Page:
be stored in service repository. This definition is read by service requesters to
determine if they need that service and how they can invoke it if they do.
• HTTP – This is the typical means of transporting web services. More
specifically, it is the mechanism for transporting XML across the distributed
network. Once transported, XML is marshaled and unmarshaled at both the client
and server sides to enact the functionality of the service.
In class we learned how to used HTTP, WSDL, and SOAP to create, publish, and
consume a web service. Though we did not have the chance to implement one, we also
learned about the UDDI registry. UDDI is not considered a service repository. However,
it provides similar functionality. Specifically, it provides a mechanism to describe
services and a means to both statically and dynamically discover them.
Has this course change any of your ideas about Enterprise computing?
Yes. I originally thought about tackling enterprise computing from a technology specific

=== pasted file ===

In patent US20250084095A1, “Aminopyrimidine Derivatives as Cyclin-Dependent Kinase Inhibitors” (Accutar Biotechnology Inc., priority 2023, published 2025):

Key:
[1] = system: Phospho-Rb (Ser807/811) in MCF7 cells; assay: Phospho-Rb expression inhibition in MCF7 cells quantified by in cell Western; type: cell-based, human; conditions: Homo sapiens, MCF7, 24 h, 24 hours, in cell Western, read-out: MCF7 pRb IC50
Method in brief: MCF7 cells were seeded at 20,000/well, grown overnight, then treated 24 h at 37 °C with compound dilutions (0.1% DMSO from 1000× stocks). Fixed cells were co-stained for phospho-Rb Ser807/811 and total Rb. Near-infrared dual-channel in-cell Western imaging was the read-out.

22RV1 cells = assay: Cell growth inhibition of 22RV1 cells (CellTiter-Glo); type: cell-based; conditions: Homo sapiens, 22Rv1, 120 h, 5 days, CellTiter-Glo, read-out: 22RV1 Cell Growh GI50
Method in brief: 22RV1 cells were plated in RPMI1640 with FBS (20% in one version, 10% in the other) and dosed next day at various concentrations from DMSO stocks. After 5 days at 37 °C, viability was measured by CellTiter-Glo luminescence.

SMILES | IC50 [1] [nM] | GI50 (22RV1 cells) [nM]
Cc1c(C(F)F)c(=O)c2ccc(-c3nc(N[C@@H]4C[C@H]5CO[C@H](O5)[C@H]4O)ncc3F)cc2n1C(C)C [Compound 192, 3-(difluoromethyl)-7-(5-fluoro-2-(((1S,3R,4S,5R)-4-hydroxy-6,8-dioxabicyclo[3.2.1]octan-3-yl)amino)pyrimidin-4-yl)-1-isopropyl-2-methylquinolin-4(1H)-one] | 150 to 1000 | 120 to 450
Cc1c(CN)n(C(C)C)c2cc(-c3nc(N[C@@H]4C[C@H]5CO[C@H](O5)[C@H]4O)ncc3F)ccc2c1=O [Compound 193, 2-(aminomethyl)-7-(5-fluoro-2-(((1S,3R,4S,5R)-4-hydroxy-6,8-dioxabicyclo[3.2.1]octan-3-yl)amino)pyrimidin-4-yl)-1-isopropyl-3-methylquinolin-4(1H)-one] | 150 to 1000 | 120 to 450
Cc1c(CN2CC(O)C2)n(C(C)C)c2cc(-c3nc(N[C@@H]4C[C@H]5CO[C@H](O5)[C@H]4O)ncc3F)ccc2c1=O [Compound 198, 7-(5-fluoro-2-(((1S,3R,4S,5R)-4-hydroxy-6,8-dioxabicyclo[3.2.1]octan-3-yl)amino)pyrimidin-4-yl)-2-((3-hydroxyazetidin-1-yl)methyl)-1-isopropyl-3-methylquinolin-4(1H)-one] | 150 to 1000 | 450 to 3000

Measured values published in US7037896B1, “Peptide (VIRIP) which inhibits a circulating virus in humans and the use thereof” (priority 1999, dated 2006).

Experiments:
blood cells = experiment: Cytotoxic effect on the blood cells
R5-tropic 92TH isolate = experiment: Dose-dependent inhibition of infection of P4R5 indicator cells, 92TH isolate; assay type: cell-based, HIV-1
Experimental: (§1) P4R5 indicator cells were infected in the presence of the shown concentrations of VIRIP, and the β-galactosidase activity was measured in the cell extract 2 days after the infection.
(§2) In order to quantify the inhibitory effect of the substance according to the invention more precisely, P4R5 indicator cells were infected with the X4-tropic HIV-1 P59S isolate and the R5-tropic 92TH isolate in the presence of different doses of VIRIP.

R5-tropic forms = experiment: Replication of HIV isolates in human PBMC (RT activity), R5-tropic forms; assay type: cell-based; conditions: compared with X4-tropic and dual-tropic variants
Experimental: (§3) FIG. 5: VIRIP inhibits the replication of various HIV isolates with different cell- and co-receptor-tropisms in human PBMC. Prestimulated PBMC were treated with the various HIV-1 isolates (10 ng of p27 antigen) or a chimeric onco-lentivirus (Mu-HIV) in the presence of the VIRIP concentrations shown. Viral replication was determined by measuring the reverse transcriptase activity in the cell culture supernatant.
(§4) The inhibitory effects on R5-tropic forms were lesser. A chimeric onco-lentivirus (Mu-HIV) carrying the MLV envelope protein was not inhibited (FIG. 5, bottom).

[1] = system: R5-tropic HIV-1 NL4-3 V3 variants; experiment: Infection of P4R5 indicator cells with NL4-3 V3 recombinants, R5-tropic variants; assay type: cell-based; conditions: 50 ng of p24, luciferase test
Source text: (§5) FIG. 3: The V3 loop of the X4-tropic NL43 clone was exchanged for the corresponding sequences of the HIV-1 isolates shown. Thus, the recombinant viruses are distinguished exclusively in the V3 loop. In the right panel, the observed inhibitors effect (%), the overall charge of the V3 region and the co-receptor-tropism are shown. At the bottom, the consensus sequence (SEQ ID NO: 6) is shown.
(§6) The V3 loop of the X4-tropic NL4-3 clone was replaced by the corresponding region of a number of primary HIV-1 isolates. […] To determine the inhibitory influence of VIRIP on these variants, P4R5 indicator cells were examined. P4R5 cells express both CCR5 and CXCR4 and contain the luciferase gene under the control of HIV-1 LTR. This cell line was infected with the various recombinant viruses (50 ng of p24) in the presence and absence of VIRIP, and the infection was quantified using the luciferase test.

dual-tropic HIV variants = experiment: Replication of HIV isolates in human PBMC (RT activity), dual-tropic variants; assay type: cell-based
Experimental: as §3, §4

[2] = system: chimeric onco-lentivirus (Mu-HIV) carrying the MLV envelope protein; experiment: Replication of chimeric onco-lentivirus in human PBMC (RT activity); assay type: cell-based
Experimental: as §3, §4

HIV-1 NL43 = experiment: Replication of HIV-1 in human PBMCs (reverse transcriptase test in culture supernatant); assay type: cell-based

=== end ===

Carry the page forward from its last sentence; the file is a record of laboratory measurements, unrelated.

approach. Specifically, I thought that standardizing the enterprise through use of data
models or enterprise-wide middleware was the key. After reading the case studies and
arguments presented in this book, I was made aware of the fact that companies that have
gone this route have failed. In the end, they ended up creating an application landscape
riddled with heterogeneous technologies. Taking the SOA approach just seems like
common sense. You are now breaking down business processes into sub components
(i.e. services) that have a coarse level of granularity. This provides them the potential to
be reused across multiple parts of the enterprise. More importantly, the SOA process of
creating those services provides a common ground for communication between the
business and IT sides of the house. I discovered that taking the SOA approach
necessitated an organizational shift within the companies that implemented them.
Deutsche Post AG and Winterthur were forced to reorganize the structure of their
business processes (e.g. into domains) as well as insert SOA Teams into their business
hierarchy. These teams included Architecture Boards, which regulated the process of
creating services, and the evangelizing teams which were responsible for broadcasting
and teaching the benefits of SOA.
In all, I’d say that SOA has changed my entire perspective of enterprise
computing. As a developer, I now have to think in terms of coarse-granularity and
stateless communication (when possible). As a manager, I now see the future of our
infrastructure not only needs to change from a technological level but at a business level
as well. This directly equates into the creation of new positions and regulatory bodies
(e.g. Architectural Boards) not currently in place.
What material was completely new / familiar?